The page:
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Peak Usability Seminar - Increasing form completion and conversion rates

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Peak Usability Seminar - Increasing form completion and conversion rates by Lyndall Plumb - 6th October, Brisbane, Australia

Peak Usability Seminar - Increasing form completion and conversion rates by Lyndall Plumb - 6th October, Brisbane, Australia

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  • More on the last point later
  • Some usability people suggest you shouldn’t use at all as users click in error Testing we conducted indicated users liked to have them even though they often clicked them in error
  • Error messages should: be expressed in plain language (no codes, organisational jargon) precisely indicate the problem highlight the fields where there is an error e.g. red border, red icon/caution icon constructively suggest a solution such as including an example of how to input data be given to users as soon as possible – as soon as they tab to the next field if possible – can doing using JavaScript or AJAX technologies
  • Design 1 – bad A common registration process mistake This first system we tested, 14/15 users clicked on the only link available in the page log on when took them back to the home page. They didn’t read the critical message to go and check their email to get their user id and password. Users tried to click back but the organisation had disabled the back button for security reasons. Many users said they would just register again which would create duplicate records. It took the organisation 2 hours to delete 1 duplicate record. Design 2 – pretty much foolproof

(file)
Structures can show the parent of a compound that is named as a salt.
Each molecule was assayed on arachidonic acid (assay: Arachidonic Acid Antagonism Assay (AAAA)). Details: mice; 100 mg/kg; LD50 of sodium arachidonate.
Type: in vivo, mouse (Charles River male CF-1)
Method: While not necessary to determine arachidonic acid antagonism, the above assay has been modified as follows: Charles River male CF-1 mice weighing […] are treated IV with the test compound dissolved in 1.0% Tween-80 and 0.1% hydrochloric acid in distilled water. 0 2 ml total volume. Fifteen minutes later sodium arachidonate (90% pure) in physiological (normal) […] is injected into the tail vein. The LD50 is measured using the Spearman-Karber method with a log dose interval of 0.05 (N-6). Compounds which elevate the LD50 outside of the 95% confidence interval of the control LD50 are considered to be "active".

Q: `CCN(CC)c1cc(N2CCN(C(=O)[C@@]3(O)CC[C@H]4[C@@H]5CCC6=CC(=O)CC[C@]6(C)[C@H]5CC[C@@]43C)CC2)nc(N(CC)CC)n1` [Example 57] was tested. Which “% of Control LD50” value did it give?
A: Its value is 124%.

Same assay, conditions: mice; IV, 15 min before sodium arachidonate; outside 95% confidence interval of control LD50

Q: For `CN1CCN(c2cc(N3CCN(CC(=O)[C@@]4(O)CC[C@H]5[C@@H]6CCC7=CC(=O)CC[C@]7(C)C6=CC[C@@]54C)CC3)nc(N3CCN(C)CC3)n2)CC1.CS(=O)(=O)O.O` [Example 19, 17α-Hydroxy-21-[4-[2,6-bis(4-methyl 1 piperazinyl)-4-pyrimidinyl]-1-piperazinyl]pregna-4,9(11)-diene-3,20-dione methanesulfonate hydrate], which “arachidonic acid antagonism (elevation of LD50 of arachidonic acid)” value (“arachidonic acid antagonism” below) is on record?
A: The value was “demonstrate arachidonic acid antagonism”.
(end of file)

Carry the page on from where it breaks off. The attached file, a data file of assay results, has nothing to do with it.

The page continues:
• Good visual design – key indicator of credibility - Stanford University have done web credibility studies and most people assess credibility of a site and organisation on colours and visual design of their website
  • Slowly eroded user confidence – ended up aborting and not buying the gift voucher online as intended
  • Gradually engage users rather than forcing them to register up front. Give them the choice to register for a service if it is likely to be ongoing but at the end of the process. Give them the option to buy one-off at the end of the transaction Allay their fears along the way What are you going to do with their information? What do they get if they sign up?